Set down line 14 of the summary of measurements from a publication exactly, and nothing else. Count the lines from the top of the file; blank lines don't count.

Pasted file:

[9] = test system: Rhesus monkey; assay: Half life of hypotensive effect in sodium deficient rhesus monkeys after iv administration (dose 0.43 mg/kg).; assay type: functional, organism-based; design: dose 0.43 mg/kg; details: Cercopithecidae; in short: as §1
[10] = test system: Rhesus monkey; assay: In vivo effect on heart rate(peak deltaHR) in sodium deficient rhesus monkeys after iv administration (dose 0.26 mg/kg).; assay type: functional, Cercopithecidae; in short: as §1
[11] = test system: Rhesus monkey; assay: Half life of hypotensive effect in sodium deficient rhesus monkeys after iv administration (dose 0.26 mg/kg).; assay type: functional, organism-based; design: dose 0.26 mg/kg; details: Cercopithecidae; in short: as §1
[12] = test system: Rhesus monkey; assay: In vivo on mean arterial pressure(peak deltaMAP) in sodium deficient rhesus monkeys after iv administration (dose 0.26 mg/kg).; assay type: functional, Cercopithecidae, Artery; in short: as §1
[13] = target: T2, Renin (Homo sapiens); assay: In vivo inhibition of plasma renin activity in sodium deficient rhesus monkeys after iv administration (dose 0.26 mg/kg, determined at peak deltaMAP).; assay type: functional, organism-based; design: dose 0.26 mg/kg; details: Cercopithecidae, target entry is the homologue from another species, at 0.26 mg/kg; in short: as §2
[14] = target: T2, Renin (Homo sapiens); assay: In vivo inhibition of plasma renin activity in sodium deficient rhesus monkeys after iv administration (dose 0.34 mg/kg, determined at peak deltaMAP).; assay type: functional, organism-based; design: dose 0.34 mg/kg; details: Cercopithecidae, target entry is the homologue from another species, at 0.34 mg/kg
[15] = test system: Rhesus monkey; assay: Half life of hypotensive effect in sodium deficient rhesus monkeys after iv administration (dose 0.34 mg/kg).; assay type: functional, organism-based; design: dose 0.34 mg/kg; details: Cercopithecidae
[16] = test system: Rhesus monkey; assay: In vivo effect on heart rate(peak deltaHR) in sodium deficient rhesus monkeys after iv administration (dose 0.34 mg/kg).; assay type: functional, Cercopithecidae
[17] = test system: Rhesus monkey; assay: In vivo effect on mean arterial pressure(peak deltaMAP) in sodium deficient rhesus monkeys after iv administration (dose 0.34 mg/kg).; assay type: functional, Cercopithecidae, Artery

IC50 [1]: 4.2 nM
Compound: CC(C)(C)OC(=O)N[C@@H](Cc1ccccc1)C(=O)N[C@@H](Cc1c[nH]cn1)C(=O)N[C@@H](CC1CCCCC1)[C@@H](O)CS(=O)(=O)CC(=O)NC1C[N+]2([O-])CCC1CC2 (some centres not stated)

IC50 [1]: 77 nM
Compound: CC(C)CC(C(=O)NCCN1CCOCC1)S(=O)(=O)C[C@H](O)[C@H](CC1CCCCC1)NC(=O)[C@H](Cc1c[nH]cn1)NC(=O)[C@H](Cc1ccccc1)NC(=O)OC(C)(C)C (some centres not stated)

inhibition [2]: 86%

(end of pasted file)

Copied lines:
inhibition [2]: 86%